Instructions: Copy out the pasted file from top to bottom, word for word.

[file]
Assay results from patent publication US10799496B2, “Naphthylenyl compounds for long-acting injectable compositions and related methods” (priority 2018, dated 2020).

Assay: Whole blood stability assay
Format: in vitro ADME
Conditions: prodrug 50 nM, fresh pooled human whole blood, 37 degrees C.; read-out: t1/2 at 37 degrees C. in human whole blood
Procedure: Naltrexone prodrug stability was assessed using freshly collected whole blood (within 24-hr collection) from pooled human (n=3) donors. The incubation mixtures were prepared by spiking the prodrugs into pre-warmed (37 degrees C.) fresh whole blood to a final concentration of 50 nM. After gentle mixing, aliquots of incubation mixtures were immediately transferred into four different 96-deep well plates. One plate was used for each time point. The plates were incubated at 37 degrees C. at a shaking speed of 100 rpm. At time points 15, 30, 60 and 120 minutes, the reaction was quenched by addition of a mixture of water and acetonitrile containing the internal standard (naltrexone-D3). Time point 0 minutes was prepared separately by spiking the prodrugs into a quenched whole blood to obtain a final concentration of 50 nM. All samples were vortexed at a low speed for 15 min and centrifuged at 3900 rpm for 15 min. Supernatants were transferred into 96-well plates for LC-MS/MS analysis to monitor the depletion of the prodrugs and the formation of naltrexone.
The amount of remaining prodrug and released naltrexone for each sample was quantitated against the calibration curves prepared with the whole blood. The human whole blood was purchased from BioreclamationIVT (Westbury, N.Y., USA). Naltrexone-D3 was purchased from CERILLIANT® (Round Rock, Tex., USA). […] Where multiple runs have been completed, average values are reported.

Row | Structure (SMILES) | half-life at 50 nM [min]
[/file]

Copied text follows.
Assay results from patent publication US10799496B2, “Naphthylenyl compounds for long-acting injectable compositions and related methods” (priority 2018, dated 2020).

Assay: Whole blood stability assay
Format: in vitro ADME
Conditions: prodrug 50 nM, fresh pooled human whole blood, 37 degrees C.; read-out: t1/2 at 37 degrees C. in human whole blood
Procedure: Naltrexone prodrug stability was assessed using freshly collected whole blood (within 24-hr collection) from pooled human (n=3) donors. The incubation mixtures were prepared by spiking the prodrugs into pre-warmed (37 degrees C.) fresh whole blood to a final concentration of 50 nM. After gentle mixing, aliquots of incubation mixtures were immediately transferred into four different 96-deep well plates. One plate was used for each time point. The plates were incubated at 37 degrees C. at a shaking speed of 100 rpm. At time points 15, 30, 60 and 120 minutes, the reaction was quenched by addition of a mixture of water and acetonitrile containing the internal standard (naltrexone-D3). Time point 0 minutes was prepared separately by spiking the prodrugs into a quenched whole blood to obtain a final concentration of 50 nM. All samples were vortexed at a low speed for 15 min and centrifuged at 3900 rpm for 15 min. Supernatants were transferred into 96-well plates for LC-MS/MS analysis to monitor the depletion of the prodrugs and the formation of naltrexone.
The amount of remaining prodrug and released naltrexone for each sample was quantitated against the calibration curves prepared with the whole blood. The human whole blood was purchased from BioreclamationIVT (Westbury, N.Y., USA). Naltrexone-D3 was purchased from CERILLIANT® (Round Rock, Tex., USA). […] Where multiple runs have been completed, average values are reported.

Row | Structure (SMILES) | half-life at 50 nM [min]